Thiamine, Vitamin B1 injection
What is this medicine?
THIAMINE (THAHY uh min) is vitamin B1. It is added to a healthy diet to prevent or to treat low vitamin B1 levels.
How should I use this medicine?
This medicine is for injection into a muscle or vein. It is usually given by a health care professional in a hospital or clinic setting.
If you get this medicine at home, you will be taught how to prepare and give this medicine. Use exactly as directed. Take your medicine at regular intervals. Do not take your medicine more often than directed.
It is important that you put your used needles and syringes in a special sharps container. Do not put them in a trash can. If you do not have a sharps container, call your pharmacist or healthcare provider to get one.
Talk to your pediatrician regarding the use of this medicine in children. Special care may be needed.
What side effects may I notice from receiving this medicine?
Side effects that you should report to your doctor or health care professional as soon as possible:
allergic reactions like skin rash, itching or hives, swelling of the face, lips, or tongue
fast, irregular heartbeat
irritable or restless
pain, swelling, or redness at site where injected
unusually bleeding or bruising
Side effects that usually do not require medical attention (report to your doctor or health care professional if they continue or are bothersome):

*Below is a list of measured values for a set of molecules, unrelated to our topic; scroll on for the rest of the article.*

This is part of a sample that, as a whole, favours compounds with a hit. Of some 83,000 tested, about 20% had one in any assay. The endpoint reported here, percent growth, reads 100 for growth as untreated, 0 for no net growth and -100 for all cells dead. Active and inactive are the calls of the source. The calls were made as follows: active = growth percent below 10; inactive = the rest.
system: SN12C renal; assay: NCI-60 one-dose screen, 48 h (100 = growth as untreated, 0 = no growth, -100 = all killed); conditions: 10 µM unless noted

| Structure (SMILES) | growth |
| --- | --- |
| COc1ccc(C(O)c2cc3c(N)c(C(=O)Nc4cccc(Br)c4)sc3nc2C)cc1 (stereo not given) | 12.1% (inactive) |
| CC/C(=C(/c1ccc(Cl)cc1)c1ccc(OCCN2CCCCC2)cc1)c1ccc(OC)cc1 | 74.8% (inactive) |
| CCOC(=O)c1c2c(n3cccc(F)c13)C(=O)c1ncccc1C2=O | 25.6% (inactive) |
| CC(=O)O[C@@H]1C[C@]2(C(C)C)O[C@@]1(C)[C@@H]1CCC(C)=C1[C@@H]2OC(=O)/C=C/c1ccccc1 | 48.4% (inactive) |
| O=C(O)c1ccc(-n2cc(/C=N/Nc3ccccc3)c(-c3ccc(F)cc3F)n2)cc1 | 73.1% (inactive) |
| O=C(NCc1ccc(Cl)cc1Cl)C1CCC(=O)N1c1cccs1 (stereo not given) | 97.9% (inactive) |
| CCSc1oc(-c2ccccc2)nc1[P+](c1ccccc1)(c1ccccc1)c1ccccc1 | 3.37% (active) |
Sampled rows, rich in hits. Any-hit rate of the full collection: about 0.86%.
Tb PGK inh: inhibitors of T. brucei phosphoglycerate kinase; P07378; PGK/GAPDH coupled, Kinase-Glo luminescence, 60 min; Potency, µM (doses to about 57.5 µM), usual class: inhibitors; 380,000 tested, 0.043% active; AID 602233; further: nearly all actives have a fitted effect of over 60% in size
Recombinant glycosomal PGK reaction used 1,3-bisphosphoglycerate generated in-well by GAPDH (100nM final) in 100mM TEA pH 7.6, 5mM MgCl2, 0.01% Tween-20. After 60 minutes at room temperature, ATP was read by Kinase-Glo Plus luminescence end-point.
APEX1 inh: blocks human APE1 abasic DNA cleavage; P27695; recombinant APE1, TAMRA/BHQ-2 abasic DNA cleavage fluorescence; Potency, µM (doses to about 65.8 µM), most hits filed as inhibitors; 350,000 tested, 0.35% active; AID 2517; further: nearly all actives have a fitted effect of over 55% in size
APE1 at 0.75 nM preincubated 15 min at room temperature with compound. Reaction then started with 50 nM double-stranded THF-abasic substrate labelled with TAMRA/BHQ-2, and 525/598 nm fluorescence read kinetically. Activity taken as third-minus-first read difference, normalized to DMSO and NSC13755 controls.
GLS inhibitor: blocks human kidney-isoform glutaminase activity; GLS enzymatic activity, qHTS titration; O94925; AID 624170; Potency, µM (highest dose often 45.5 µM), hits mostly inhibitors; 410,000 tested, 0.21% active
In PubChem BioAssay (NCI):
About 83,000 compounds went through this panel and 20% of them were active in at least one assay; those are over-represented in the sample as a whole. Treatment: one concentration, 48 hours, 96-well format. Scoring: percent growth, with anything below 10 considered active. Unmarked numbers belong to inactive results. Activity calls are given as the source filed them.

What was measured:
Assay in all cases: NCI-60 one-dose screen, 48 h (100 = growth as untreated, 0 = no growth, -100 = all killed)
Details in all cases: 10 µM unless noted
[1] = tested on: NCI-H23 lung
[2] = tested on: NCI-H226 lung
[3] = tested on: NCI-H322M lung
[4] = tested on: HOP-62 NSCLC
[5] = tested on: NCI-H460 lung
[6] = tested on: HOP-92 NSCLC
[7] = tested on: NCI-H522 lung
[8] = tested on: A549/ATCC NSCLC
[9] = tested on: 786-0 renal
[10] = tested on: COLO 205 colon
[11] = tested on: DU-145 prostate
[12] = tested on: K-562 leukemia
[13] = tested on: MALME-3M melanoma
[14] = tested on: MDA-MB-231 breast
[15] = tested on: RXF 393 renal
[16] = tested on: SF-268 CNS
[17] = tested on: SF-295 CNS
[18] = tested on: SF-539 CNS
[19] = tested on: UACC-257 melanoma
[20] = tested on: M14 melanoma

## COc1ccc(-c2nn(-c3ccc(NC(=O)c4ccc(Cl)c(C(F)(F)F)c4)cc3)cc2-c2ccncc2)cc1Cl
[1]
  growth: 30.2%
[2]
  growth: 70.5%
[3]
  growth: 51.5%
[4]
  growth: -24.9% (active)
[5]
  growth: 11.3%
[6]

What may interact with this medicine?
Interactions are not expected.
What if I miss a dose?
If you miss a dose, take it as soon as you can. If it is almost time for your next dose, take only that dose. Do not take double or extra doses.
Where should I keep my medicine?
Keep out of the reach of children.
Store at room temperature between 15 and 30 degrees C (59 and 85 degrees F). Protect from heat and light. Throw away any unused medicine after the expiration date.
What should I tell my health care provider before I take this medicine?
They need to know if you have any of the following conditions:
an unusual or allergic reaction to B vitamins, other medicines, foods, dyes, or preservatives
pregnant or trying to get pregnant
What should I watch for while using this medicine?
Follow a healthy diet. Taking a vitamin supplement does not replace the need for a balanced diet. Some foods that contain this vitamin naturally are yeast, beans, peas, nuts, pork, and beef. Limit alcohol, smoking, and stress.
Too much of this vitamin can be unsafe. Talk to your doctor or health care provider about how much is right for you.
September 30, 2017